Ship Design

Discussion in 'The Fleet' started by grizwald, Mar 16, 2009.

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  1. Please don't knock this down without solid reasoning... i have no background in ship design, and im curious.

    1. What is the benefit of having destroyers and frigates as different classes of ship?

    Is it not possible to have the weapons and sensor systems integrated on the one (possibly slightly larger) hull, saving significantly on cost and manpower? Destroyer with towed array and harpoons: ASW helo and seafox

    2. What dictates the hull size of a destroyer or other non-capital ship?

    Could modern weapons systems (say PAAMS consisting of the silos, sampson radar, chilled water and Command and control computing racks) not be packed onto a hull the size of a minesweeper?

    3. Further to two - if a platform could operate with no manpower (think UAV on the sea) could the idea of no.2 be achieved, since there would be no "life support" need.
  2. Not entirely CA so moving to Fleet.

    there are a couple of well informed about the topic, but you will get abuse from the old and bold...
  3. It's cheaper to build one ASW ship and one SAM ship than it is to build two ASW and SAM ships. Given a fixed budget, we can produce more ships. One example of where this become useful is in things like Op ATALANTA, where we need as many possible assets that are neither ASW or SAMs.

    Other reasons include - size. You generally want your escorts to be small(ish) so that they do not become prize targets for the enemy. But then again, not too small so that they sink on first contact.

    Yes it's possible, but you end up with fewer individual ships.

    Generally it's sea keeping. For example, due to the enormous size of Sampson, the 45 would be quite unstable if it was much smaller. The lessons learned in the Falklands also showed that small vessels generally sink quite readilly and that larger warships might help with damage control.

    No. PAAMS goes through a lot of decks and sampson would make a minesweeper size vessel tip over.

    I don't really think it's worth speculating on this since we have no idea what capabilities such a system would have. For example, what would be it's damage control capability?
  4. Yep, agree pretty much- esp with the unmanned bit.

    Where there is potential for that is possibly in the submarine space- but only as a pathfinder for manned units. When you see how "agricultural" damage control actually is- lots of people banging soft wood wedges into holes and fiddling about with acroprops, you realise that the machines haven't been built yet that would take the job on- too many variables. In short, you could easily (well, I say "easily") build an unmanned warship that could float move and fight. However, it would struggle do do anything about damage limitation and thus be in very short service in a shooting war.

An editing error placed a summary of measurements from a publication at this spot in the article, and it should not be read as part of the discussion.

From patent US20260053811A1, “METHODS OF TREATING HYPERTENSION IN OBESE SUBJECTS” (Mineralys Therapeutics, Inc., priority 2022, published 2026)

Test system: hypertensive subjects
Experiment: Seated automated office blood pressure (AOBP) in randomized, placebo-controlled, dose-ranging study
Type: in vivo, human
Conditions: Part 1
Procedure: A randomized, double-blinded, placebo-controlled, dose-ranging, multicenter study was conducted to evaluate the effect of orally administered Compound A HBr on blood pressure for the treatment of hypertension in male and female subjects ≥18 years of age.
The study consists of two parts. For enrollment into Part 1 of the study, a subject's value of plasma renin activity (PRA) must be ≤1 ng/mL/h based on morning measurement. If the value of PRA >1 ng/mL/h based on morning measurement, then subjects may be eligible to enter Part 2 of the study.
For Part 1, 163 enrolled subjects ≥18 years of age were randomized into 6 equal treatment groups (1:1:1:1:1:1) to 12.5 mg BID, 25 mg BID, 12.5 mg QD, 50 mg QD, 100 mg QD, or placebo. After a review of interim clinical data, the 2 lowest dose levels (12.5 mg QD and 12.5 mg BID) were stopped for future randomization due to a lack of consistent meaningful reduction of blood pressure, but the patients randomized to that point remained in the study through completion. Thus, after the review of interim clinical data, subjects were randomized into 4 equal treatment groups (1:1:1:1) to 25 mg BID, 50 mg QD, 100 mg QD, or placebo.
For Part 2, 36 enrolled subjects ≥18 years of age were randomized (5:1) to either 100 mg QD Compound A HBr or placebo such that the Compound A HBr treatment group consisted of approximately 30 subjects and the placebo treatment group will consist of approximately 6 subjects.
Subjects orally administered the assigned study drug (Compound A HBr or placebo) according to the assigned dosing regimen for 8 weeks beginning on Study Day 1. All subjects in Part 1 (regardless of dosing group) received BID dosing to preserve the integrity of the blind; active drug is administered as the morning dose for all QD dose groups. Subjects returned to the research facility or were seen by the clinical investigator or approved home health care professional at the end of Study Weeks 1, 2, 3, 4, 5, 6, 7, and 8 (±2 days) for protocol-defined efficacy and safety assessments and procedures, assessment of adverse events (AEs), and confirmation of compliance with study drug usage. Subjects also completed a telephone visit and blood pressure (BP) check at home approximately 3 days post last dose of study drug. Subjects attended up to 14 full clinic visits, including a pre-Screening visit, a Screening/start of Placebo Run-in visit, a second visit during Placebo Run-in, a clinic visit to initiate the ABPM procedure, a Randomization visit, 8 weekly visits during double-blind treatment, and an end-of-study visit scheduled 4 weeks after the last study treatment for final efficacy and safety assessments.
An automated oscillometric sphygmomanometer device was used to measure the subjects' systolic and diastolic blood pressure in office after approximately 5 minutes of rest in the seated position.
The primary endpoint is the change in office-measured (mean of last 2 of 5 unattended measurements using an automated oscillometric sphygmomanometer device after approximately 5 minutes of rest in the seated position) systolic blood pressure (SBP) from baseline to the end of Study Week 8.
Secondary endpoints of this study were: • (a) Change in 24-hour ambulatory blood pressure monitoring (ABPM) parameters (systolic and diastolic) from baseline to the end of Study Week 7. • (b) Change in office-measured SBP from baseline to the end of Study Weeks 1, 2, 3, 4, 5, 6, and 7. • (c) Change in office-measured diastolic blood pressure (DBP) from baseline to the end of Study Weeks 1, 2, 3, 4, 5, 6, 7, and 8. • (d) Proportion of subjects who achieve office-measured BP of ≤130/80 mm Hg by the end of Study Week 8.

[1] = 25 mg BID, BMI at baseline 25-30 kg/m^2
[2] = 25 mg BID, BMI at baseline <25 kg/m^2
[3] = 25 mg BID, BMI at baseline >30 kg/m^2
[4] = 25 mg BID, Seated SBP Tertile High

5. Cheers Guys,

    The idea of unmanned ships is very far off i agree. Damage control is a huge issue for manned ships due to saving life and the fact that a ship with a penetrated hull will sink under its (+water) weight.

    The design of a unmanned ship would not have these two issues, if a fire proof, buoyant, foam filled the ship (or similar material). Taking a hit may therefore be survivable without immediate repair, leaving the ship to limp back for repair.

    As an aside, how effective are escorts at attracting hits (once all else fails) against modern missiles, that can maneuver and essentially pick their targets, ie the carrier? (assuming i am correct in thinking a modern missile can track a perticular target and navigate around other obstacles (around or above))?
  6. They are quite good at it - but the reasons why are not for a public forum ;)

    Re: foam filled ships - how would you go about refitting them when they returned to dock?
  7. fair enough.. i can wait for that answer.

    Erm, im sure that the foam is tongue and groove for easy removal... what do you think i am, some sort of ship designer or summit?? ;-)
  8. Incidentally - what specialisation are you joining as?
  9. Bridge monkey apparently...
  10. Not so sure that I agree with that, it's more down to how well the ships were built in the first place.
    The type 21's went down because they were made out of tissue paper and lolly sticks.
    Some of the Leander Class ships took hits and survived and the Plymouth (rothsay class?) looked like a pepper pot.
    All the older ships came back, it was the newer destroyers and frigates that suffered.

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